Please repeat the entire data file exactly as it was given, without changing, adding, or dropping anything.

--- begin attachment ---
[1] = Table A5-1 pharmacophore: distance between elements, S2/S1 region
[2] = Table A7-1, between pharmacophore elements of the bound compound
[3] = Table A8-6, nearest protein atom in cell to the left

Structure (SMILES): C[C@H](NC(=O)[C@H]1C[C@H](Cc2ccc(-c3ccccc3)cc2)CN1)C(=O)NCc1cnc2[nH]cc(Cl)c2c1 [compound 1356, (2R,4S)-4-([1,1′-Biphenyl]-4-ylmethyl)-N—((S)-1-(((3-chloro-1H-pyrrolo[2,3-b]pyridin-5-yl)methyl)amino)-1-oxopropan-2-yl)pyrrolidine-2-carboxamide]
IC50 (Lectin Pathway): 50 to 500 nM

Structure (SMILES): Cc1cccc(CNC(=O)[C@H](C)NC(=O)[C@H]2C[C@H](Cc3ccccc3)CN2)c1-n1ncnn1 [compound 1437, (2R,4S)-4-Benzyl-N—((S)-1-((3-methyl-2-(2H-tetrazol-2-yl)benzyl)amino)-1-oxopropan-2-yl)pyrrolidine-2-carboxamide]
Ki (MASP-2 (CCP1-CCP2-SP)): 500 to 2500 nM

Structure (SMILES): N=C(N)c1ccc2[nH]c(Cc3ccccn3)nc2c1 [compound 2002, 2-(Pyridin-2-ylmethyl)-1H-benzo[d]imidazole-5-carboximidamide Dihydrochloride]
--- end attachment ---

[1] = Table A5-1 pharmacophore: distance between elements, S2/S1 region
[2] = Table A7-1, between pharmacophore elements of the bound compound
[3] = Table A8-6, nearest protein atom in cell to the left

Structure (SMILES): C[C@H](NC(=O)[C@H]1C[C@H](Cc2ccc(-c3ccccc3)cc2)CN1)C(=O)NCc1cnc2[nH]cc(Cl)c2c1 [compound 1356, (2R,4S)-4-([1,1′-Biphenyl]-4-ylmethyl)-N—((S)-1-(((3-chloro-1H-pyrrolo[2,3-b]pyridin-5-yl)methyl)amino)-1-oxopropan-2-yl)pyrrolidine-2-carboxamide]
IC50 (Lectin Pathway): 50 to 500 nM

Structure (SMILES): Cc1cccc(CNC(=O)[C@H](C)NC(=O)[C@H]2C[C@H](Cc3ccccc3)CN2)c1-n1ncnn1 [compound 1437, (2R,4S)-4-Benzyl-N—((S)-1-((3-methyl-2-(2H-tetrazol-2-yl)benzyl)amino)-1-oxopropan-2-yl)pyrrolidine-2-carboxamide]
Ki (MASP-2 (CCP1-CCP2-SP)): 500 to 2500 nM

Structure (SMILES): N=C(N)c1ccc2[nH]c(Cc3ccccn3)nc2c1 [compound 2002, 2-(Pyridin-2-ylmethyl)-1H-benzo[d]imidazole-5-carboximidamide Dihydrochloride]